One of the things I keep in mind when fretting about my toddlers being out of sight is that my father used to travel Denver by city bus when he was five. All in search of candy, I’m told. He’s one of the most adventurous and fearless men I know and I’m sure it’s related to the freedom he was given as a child.
My godson, now an adult, used to travel to his private kindergarten in Boulder, Colorado, by bus. I think his family was more alarmed by the surprise this received from others than anything else. They had grown up on farms in the northern midwest where children that young were routinely given responsibility and freedom.
I thought of these stories when I learned about this camp being held in Austin, Texas, this summer where teenagers learn how to use a city bus.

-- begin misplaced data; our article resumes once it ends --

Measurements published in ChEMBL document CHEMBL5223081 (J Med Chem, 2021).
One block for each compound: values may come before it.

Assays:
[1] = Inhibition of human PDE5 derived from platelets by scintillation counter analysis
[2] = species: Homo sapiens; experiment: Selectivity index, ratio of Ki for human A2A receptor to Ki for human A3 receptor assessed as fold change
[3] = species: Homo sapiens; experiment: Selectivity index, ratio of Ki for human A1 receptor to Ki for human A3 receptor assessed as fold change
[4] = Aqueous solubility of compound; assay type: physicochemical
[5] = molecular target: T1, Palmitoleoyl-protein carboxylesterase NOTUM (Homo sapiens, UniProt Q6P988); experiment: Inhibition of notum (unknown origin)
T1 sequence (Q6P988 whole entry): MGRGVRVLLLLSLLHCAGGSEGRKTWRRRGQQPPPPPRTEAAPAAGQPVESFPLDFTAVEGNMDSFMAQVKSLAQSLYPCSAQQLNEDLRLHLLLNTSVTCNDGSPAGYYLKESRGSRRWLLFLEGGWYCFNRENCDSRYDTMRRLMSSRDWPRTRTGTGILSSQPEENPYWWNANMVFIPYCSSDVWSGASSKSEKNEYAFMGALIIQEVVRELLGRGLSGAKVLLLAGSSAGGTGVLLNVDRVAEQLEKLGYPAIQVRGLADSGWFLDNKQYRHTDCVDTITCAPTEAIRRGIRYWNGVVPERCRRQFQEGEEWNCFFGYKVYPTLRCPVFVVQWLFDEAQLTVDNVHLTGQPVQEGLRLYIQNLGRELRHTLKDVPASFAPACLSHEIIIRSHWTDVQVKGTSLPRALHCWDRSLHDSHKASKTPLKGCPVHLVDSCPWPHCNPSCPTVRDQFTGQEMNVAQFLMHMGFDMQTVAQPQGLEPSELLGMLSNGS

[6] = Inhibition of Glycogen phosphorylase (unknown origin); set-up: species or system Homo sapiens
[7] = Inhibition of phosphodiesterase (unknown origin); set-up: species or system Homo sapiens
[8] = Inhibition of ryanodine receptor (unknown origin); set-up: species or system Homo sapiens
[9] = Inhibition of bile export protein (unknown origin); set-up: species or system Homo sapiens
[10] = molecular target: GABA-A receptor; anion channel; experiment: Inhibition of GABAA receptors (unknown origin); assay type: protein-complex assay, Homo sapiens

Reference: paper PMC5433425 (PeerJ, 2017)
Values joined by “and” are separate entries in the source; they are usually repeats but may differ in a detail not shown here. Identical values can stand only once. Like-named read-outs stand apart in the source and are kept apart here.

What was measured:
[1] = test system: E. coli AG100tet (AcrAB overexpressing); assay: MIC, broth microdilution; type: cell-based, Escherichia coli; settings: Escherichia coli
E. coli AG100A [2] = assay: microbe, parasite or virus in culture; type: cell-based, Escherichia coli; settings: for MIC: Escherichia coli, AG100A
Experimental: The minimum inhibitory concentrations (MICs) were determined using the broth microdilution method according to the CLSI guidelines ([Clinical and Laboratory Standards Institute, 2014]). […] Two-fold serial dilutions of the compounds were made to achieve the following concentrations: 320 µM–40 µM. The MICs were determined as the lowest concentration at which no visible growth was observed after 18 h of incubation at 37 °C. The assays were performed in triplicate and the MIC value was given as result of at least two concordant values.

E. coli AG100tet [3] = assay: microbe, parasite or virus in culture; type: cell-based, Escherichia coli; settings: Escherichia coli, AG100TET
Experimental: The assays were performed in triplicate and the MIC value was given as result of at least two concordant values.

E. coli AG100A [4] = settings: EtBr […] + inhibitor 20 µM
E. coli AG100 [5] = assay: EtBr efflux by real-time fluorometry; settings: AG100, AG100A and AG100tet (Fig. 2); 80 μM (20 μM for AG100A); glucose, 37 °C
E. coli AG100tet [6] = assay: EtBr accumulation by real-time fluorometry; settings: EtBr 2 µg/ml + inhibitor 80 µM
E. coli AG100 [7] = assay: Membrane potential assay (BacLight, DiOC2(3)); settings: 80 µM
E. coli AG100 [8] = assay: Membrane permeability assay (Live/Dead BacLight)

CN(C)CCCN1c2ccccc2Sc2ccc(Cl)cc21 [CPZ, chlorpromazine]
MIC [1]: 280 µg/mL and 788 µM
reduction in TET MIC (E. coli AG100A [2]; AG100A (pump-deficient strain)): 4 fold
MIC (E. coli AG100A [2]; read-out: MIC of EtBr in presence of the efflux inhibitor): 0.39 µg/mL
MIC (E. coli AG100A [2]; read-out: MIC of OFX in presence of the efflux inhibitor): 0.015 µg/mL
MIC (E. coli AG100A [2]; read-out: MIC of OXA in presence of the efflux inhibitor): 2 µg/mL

explains that the whole point of this camp is to help teens learn to exert their independence.
I commend Sheila Gordy for coming up with the Urban Explorer Camp idea and in no way can deny the need for its existence, but it is kind of sad.
Sheila Gordy came up with the idea for Urban Explorer Camp last year when her son was 12 years old and noticed he and his friends wanted to go exploring on their own.
“When you have been catered to for 13 or 14 years and all of a sudden you yourself can get somewhere and you don’t have to ask, that’s really empowering,” said Sheila Gordy, Urban Explorer camp director.
It’s yet another great argument against catering to your children at all, much less into the age where they’d have been considered adults a few generations ago!
My favorite part of the camp is that each day the group decides where to go and then has to map out their route to get there. I’m appalled at how few adults know how to read a map and I fear that the rise of the machines (in the form of GPS positioning systems) will mean that humanity loses the skill entirely in a few years.
Also, the camp costs $310 per week. I wonder if I could start one here in the DC area …